WWNK: In a recent survey of Iraq's population by Zogby International3, some 50% of those surveyed thought the U.S. would hurt more than help their country over the next five years, and some 43% had either a favorable or very favorable opinion of Osama bin Laden. Embedded in this segment of the population is a sizable minority who think the U.S. should go and, as witnessed by the suicide bombings, believe in their point quite strongly.

Because of the gross under-deployment of coalition forces and the constant attacks against those forces - up to 35 a day - U.S. soldiers are understandably reluctant to mingle with the population, which is generally sullen and uncooperative anyway. So winning hearts and minds is out of the question.

On the question of morale, while the insurgents and their philosophical allies are visibly cheered by each successful attack, U.S. morale is beginning to flag badly. Ask yourself the question, "If I, or a member of my family, was a U.S. soldier, whose stay in Iraq has likely been extended far beyond what was originally promised, how willing would I be to trade an arm, leg or even a life for victory in a war the purpose of which is now unclear?"

How would you answer that question when members of the Administration are beginning to waffle on the evening news about the duration of our commitment? Clearly, the morale, will power and commitment factors favor the insurgents.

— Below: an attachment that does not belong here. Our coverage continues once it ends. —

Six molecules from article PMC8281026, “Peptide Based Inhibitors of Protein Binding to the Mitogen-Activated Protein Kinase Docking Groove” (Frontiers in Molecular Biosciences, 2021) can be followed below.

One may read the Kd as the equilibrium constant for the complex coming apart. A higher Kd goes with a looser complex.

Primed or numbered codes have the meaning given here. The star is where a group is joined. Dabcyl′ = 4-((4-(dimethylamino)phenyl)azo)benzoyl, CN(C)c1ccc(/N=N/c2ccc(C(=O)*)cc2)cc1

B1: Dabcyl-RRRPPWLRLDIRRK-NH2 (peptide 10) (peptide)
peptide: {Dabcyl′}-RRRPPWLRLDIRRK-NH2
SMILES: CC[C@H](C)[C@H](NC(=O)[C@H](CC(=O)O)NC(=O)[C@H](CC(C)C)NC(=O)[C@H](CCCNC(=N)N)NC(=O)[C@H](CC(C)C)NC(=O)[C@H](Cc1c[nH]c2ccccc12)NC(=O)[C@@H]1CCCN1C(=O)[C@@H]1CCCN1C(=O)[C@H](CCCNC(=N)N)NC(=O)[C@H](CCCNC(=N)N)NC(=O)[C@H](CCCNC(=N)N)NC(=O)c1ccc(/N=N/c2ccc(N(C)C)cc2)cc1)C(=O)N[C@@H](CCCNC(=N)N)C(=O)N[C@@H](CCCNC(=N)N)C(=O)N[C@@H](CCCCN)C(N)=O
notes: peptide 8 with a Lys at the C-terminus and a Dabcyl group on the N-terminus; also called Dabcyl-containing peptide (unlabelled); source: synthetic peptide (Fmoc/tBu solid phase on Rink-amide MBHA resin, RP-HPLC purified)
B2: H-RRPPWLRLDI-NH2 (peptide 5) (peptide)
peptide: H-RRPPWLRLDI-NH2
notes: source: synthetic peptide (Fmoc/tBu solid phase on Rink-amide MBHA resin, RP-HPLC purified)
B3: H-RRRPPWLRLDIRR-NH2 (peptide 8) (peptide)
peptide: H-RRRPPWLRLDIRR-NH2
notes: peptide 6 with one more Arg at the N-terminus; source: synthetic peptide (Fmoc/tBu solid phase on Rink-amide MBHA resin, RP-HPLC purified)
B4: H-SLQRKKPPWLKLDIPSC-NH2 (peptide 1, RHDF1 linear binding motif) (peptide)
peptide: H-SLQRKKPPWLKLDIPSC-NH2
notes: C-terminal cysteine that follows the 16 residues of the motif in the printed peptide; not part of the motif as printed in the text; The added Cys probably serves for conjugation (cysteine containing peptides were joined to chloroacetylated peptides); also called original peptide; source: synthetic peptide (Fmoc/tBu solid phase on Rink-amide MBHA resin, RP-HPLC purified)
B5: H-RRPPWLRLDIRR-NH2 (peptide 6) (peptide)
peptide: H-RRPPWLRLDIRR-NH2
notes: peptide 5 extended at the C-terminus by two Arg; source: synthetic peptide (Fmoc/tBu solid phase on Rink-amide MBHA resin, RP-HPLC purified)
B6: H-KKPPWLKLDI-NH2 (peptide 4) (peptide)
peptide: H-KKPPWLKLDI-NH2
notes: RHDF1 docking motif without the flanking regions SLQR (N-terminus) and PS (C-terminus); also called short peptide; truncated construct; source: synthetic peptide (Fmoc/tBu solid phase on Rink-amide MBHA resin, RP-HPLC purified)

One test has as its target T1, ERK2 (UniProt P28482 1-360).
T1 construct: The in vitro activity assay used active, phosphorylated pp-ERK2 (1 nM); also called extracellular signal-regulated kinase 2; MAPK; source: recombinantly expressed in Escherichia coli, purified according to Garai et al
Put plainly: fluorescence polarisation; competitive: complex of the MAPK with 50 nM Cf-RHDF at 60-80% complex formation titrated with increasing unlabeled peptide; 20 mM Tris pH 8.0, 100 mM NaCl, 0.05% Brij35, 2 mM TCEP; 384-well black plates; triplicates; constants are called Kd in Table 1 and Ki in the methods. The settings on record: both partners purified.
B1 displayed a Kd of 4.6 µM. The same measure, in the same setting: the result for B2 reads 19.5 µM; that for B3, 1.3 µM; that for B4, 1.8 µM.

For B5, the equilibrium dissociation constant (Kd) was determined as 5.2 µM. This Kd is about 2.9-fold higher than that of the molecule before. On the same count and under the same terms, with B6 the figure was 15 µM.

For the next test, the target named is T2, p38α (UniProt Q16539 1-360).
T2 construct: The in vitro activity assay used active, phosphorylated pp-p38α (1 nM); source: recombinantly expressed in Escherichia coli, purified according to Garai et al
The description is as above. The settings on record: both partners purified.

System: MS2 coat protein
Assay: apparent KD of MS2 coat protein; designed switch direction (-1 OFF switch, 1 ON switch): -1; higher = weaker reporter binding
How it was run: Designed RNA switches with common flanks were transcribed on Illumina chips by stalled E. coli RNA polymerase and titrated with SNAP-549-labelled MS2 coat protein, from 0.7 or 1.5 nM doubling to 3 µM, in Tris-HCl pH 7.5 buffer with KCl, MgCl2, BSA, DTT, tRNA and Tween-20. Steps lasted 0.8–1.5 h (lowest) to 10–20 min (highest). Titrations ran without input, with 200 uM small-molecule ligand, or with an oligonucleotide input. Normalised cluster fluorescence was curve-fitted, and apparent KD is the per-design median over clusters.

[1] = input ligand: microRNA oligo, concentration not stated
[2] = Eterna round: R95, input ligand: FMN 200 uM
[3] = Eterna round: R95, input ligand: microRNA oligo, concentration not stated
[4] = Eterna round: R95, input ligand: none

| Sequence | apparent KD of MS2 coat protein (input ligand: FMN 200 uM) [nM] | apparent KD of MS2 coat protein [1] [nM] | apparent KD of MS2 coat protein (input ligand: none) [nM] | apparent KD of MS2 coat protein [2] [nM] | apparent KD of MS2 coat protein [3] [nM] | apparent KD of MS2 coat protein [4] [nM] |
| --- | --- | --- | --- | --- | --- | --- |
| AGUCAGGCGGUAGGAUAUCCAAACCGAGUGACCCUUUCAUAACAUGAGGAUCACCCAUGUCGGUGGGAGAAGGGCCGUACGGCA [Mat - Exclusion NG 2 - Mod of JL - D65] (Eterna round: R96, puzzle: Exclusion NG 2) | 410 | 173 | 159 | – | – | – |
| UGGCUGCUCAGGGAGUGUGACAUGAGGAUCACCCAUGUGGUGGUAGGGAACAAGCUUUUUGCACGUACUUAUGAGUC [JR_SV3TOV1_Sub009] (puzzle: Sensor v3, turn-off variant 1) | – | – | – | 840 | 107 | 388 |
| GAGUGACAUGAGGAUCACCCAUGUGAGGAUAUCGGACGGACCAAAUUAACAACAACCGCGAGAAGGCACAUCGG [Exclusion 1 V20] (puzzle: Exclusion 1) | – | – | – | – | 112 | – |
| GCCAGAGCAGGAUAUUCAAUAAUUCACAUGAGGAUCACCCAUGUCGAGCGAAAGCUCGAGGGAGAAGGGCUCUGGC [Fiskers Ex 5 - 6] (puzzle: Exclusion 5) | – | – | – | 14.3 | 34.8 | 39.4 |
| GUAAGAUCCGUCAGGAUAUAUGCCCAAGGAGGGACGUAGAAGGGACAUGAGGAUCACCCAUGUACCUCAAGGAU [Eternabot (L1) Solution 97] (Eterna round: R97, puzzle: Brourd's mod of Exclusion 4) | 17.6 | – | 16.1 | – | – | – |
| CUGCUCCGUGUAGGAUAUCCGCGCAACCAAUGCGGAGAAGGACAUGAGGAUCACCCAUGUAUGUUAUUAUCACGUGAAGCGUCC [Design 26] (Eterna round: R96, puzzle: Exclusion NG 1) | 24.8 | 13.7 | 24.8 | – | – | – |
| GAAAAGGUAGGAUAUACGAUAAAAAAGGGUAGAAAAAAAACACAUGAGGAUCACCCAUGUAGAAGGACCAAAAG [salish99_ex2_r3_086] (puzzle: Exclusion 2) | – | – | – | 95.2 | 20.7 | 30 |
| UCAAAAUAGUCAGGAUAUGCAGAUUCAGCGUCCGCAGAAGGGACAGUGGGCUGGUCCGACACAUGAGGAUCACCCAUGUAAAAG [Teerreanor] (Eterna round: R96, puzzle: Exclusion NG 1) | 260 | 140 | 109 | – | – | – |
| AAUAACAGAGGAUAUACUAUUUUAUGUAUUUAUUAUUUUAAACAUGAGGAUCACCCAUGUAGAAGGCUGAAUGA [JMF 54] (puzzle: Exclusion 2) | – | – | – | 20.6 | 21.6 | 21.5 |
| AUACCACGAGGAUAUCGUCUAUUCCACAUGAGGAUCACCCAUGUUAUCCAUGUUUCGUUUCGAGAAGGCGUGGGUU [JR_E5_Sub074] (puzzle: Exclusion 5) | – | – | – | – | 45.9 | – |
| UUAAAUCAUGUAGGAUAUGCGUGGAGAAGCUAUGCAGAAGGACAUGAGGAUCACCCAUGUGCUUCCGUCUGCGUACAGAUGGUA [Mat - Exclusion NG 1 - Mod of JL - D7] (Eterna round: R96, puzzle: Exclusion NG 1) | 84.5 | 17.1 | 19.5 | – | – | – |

"Secure logistics and secure lines of communication are essential for the guerrilla and non-guerrilla force. Security missions, however, can tie up most of a conventional force."

WWNK: With 28,000 soldiers in the field at any time, U.S. Coalition forces are hard pressed to protect themselves, let alone protect anything else. Point to the insurgents.

"Weapons systems, field gear, communications equipment and transport which are designed for conventional war will often work less effectively or fail completely on rugged terrain."

WWNK: The U.S. force has the world's best military equipment, bar none. But all of the smart bombs in the world will not do you any good against a lone Iraqi sneaking through the night with a Rocket-Propelled Grenade (RPG). Put another way, unless you are pursuing total war, which is something we are simply not prepared to do, nor should we be, all that high-tech weaponry is pretty much useless against guerrillas, as opposed to a conventional army. And fighting against well coordinated pockets of insurgents embedded in urban terrain is rugged terrain indeed. Again, point to the insurgents.